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How oil & gas Majors can scale in renewables

1 minute read

In the first editorial in this series, we discussed project choice for oil and gas Majors at a high level, noting that the Majors can capitalize on their competitive advantage by investing in offshore wind and ultra-large solar photovoltaics. In this piece, we draw from a second report, where we explore the path from one or two profitable investments to genuine scale in renewables.

Scaling up

Oil and gas Majors claim 15 percent of the global oil and gas market. Matching this scale in wind and solar would require investment of over US$200 billion. While achievable, this means the Majors need to either develop or buy a lot of renewable energy projects.

When thinking about scaling up, it’s useful to think of renewable investment like a swimming pool. In the shallow end, you find easier types of solar and wind investments, such as onshore wind and solar projects in developed markets. The shallow end is crowded, with many swimmers vying for space. Barriers to entry to “shallow end” projects are low – these projects are highly bankable, low risk, and have low technical complexity. They typically deliver lower returns – the shallow end is a bad place to achieve scale.

The deep end of the pool has much more room to achieve scale. This is where you find complex projects like offshore wind and ultra-large scale solar PV, often found in emerging markets. We’d also put mergers and acquisitions in the deep end; most of the developers in the shallow end don’t have M&A on their agenda.

Only a few companies find it worthwhile to play in the deep end. To be competitive, you need to have one at least one of a few things: large balance sheets, tolerance for above-ground risk, existing relationships, or technical know-how.


The deep end is where oil and gas majors are most likely to achieve diversification at scale and deliver better returns. In the competitive and fragmented renewables market, oil and gas companies can achieve scale via routes that are too challenging for competitors, thereby setting themselves up for a stronger position as the renewables market matures.

Take the example of ultra-large solar PV. In renewables, scale demands scale. Large PV projects tends to be in emerging markets where land is more plentiful. A big balance sheet makes it easier to finance large projects in risky emerging markets, where project finance is harder to come by or more expensive and where higher rates of equity are required. Majors can also rapidly deploy large amounts of capital, which competitors may find challenging.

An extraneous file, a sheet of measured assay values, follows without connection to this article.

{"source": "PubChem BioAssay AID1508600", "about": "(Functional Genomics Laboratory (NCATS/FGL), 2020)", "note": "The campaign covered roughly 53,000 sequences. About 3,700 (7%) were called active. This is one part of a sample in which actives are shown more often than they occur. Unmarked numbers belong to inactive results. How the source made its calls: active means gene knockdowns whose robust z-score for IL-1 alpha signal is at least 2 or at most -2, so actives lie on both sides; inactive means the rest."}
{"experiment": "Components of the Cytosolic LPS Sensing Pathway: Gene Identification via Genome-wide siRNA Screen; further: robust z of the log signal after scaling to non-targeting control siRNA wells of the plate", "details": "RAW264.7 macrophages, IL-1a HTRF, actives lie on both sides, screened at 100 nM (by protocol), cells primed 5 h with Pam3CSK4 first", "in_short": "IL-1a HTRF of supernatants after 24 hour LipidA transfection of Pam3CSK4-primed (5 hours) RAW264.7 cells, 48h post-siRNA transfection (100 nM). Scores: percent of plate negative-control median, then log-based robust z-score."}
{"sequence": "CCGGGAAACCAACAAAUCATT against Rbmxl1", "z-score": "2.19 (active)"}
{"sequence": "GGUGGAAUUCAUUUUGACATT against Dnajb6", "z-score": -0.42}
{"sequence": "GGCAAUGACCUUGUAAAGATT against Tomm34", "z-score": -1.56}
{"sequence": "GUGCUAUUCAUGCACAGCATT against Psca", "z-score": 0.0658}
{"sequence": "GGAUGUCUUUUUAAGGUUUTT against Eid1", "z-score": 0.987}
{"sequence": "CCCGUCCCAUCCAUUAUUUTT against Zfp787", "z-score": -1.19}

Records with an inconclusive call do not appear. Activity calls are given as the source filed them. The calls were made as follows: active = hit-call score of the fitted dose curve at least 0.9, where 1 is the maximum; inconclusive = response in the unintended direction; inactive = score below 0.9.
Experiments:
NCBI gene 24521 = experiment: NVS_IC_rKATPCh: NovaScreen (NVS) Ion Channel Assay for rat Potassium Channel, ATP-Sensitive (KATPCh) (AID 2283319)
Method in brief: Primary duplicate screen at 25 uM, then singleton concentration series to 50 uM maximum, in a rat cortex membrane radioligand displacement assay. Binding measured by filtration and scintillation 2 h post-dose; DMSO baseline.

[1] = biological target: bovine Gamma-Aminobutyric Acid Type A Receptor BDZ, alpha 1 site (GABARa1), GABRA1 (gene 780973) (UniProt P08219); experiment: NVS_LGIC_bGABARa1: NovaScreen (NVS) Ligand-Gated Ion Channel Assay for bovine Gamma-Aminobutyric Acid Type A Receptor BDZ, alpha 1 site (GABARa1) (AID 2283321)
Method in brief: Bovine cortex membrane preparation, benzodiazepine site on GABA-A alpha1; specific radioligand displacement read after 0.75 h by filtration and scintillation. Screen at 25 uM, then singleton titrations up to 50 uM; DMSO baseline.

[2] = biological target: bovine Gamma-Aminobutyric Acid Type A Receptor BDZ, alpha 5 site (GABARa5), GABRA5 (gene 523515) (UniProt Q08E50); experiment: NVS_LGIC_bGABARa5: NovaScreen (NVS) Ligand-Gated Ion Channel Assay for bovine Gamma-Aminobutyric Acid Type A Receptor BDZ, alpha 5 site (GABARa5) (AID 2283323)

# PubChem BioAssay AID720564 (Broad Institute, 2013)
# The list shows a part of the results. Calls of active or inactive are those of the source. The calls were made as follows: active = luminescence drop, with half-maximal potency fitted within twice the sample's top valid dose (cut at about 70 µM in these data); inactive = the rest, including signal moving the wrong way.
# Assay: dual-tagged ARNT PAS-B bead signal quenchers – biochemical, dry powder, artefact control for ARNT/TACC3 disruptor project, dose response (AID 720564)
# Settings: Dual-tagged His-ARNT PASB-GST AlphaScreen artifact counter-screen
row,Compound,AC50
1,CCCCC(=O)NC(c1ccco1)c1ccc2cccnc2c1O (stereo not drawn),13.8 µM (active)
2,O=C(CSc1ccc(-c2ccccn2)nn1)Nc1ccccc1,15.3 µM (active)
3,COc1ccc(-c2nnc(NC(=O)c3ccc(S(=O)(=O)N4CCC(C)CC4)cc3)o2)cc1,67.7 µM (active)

Large renewable energy procurement programs are becoming more common. 1 gigawatt is considered a “mega large” project in renewables; “ultra-large” procurements are on the horizon. India is currently considering a 10 gigawatt solar auction and procurement overall is on an upward trajectory. Winning a large tranche of such a procurement program would require several billion dollars of capital. This is the domain of the Majors.

Another route to scale is M&A. The Majors already have lots of experience with inorganic growth from their legacy operations. Three distinct types of M&A will help the Majors achieve scale and realize the best returns in renewables: acquiring power trading capabilities, purchasing operational renewables projects, and capturing new technology.

Investing in power trading and supply capabilities can help secure returns from merchant projects. Wind and solar investors are increasingly conscious of exposure to wholesale price changes. Historically, renewable energy projects have been protected from power prices under many subsidy regimes. In the future, wholesale price evolution will have a significant impact on internal rates of return. Experience with – or acquisitions in -- power trading may prove helpful to hedge some or all of a project's output in advance of production to lock in revenues.

Acquiring operational renewable energy projects is a fast-track to scale. Many oil and gas Majors have already begun to explore this route, with investments in Silicon Ranch, Lightsource, and others. The approach can be expensive, however. Smaller developers are unlikely to compete in this space, but the Majors face competition from pension funds and institutional investors.

Oil & gas Majors are just dipping their toes in the water. There is already some clarity on which companies are prepared to dive first into the deep end of the renewables pool. Return to our first report here, and stay tuned for the next editorial, which will pull from the third and final report in the series.


The Oil & Gas in Renewables series is available as part of our Global Solar Markets Service and our Global Wind Service.